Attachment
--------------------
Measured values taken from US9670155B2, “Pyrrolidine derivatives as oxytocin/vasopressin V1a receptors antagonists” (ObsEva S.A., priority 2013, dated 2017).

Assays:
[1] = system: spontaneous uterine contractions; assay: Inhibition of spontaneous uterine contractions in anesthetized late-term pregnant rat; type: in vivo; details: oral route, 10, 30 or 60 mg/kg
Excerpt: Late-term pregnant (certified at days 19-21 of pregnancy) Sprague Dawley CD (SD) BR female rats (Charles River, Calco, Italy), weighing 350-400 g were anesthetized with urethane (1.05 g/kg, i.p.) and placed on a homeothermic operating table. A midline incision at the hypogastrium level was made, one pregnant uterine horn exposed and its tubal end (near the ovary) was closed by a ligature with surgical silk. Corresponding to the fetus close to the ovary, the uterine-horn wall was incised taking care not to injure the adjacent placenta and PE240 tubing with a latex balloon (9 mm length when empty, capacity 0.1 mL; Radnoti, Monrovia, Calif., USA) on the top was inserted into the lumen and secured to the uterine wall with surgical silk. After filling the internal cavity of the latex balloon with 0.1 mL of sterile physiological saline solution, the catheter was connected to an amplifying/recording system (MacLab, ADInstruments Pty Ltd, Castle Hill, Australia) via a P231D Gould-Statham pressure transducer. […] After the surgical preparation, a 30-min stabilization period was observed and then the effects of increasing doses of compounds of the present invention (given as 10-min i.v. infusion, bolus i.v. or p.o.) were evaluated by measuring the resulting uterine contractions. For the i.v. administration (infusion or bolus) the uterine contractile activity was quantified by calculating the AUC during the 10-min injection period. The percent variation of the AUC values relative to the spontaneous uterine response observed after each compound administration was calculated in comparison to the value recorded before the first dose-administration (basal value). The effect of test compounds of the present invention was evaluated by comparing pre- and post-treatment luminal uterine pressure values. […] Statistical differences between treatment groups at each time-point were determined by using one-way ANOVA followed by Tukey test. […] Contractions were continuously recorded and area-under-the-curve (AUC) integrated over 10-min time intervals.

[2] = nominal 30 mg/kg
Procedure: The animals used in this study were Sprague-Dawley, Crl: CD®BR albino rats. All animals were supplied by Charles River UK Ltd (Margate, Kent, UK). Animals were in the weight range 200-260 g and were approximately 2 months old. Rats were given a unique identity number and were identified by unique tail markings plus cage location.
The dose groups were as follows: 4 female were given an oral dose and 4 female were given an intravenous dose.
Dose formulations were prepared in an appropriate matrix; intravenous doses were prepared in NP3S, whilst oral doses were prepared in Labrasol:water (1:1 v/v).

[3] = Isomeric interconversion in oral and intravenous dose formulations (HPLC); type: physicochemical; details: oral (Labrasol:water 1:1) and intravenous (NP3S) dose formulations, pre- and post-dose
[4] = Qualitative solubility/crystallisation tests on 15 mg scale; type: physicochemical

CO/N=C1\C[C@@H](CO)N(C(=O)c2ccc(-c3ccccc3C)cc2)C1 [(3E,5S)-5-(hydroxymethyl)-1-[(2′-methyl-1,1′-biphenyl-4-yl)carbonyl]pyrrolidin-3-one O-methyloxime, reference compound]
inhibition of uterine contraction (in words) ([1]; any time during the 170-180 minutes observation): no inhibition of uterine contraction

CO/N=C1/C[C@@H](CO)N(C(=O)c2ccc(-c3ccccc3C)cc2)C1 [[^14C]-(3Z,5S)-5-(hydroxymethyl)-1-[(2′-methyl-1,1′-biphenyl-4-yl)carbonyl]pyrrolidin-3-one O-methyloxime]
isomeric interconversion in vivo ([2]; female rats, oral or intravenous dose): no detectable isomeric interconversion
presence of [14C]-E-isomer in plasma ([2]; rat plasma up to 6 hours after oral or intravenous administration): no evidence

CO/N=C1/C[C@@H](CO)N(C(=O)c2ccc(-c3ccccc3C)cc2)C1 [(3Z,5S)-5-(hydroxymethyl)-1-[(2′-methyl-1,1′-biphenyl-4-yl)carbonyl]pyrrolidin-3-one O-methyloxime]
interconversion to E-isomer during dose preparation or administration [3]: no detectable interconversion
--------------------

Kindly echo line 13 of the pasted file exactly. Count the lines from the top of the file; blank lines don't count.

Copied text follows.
CO/N=C1/C[C@@H](CO)N(C(=O)c2ccc(-c3ccccc3C)cc2)C1 [[^14C]-(3Z,5S)-5-(hydroxymethyl)-1-[(2′-methyl-1,1′-biphenyl-4-yl)carbonyl]pyrrolidin-3-one O-methyloxime]